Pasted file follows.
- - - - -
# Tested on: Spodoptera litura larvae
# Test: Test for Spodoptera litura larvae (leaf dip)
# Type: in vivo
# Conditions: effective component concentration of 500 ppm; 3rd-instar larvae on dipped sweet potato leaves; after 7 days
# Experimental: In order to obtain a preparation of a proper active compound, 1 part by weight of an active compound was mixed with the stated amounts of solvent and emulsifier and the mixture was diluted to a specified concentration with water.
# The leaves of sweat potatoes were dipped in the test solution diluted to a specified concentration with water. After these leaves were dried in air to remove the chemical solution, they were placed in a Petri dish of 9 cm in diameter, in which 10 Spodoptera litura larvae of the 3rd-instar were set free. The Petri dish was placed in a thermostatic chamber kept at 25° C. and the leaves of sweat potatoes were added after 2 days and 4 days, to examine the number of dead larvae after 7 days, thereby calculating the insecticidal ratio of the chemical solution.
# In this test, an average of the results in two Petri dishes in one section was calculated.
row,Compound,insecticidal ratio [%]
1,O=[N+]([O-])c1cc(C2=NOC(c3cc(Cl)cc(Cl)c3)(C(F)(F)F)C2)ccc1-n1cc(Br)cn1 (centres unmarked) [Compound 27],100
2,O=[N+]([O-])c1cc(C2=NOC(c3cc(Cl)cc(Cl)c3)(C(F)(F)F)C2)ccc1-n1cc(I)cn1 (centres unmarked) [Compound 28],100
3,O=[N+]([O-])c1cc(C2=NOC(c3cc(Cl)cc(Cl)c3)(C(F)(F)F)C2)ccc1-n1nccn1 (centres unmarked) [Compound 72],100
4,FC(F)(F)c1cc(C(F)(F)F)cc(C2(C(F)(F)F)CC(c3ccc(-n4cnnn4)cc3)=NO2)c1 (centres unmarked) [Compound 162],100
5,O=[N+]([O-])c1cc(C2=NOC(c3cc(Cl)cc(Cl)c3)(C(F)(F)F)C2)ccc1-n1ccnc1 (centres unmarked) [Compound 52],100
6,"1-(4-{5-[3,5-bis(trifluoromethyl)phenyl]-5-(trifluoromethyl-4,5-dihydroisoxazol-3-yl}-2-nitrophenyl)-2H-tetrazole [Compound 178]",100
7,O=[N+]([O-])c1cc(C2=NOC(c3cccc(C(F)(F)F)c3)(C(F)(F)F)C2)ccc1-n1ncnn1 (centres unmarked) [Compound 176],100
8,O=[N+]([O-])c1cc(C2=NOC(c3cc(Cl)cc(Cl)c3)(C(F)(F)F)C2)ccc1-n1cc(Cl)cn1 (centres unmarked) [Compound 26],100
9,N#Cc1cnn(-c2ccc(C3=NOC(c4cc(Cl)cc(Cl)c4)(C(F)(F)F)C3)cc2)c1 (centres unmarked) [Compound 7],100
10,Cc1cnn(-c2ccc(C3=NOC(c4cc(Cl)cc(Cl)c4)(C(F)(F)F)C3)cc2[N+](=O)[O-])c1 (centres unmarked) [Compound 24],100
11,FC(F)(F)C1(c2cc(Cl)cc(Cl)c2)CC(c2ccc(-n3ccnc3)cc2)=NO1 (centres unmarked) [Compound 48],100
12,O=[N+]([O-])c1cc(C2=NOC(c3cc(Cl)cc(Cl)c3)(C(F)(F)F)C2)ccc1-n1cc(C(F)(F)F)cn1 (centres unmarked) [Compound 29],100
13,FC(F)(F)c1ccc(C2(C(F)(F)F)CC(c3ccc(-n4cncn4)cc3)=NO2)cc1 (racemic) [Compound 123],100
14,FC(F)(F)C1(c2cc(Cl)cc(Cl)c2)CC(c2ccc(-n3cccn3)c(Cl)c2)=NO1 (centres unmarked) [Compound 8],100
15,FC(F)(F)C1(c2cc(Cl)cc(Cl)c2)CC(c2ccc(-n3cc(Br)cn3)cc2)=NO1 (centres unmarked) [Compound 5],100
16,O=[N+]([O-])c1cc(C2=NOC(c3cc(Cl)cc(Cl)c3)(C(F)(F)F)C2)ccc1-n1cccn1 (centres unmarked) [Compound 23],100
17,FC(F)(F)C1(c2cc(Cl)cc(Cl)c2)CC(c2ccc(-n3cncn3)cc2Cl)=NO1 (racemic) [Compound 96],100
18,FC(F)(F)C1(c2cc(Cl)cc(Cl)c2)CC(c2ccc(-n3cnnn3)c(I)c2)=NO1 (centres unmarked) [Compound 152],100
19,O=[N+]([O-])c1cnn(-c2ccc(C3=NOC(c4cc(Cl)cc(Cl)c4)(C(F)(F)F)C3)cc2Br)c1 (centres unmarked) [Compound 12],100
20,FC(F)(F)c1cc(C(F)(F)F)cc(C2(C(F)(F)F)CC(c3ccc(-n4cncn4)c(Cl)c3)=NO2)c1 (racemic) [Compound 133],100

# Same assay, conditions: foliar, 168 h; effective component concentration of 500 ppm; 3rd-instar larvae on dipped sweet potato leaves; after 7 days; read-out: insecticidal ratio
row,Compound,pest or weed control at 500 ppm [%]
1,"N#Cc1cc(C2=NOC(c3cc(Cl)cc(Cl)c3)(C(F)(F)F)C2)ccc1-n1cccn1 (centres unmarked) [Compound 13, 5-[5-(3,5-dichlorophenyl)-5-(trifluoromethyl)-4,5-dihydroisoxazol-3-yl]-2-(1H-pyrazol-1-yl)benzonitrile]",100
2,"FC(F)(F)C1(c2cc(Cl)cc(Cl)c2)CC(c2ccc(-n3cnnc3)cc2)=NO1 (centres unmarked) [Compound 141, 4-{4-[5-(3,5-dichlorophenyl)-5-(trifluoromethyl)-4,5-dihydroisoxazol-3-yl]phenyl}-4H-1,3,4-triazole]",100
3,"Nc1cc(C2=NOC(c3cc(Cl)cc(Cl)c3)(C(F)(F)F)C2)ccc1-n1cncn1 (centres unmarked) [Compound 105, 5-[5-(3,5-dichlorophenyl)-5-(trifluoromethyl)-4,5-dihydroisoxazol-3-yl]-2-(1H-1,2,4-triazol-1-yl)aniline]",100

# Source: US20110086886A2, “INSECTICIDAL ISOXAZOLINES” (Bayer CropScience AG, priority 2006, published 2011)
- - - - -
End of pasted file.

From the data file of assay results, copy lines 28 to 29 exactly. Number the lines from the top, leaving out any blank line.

20,FC(F)(F)c1cc(C(F)(F)F)cc(C2(C(F)(F)F)CC(c3ccc(-n4cncn4)c(Cl)c3)=NO2)c1 (racemic) [Compound 133],100

# Same assay, conditions: foliar, 168 h; effective component concentration of 500 ppm; 3rd-instar larvae on dipped sweet potato leaves; after 7 days; read-out: insecticidal ratio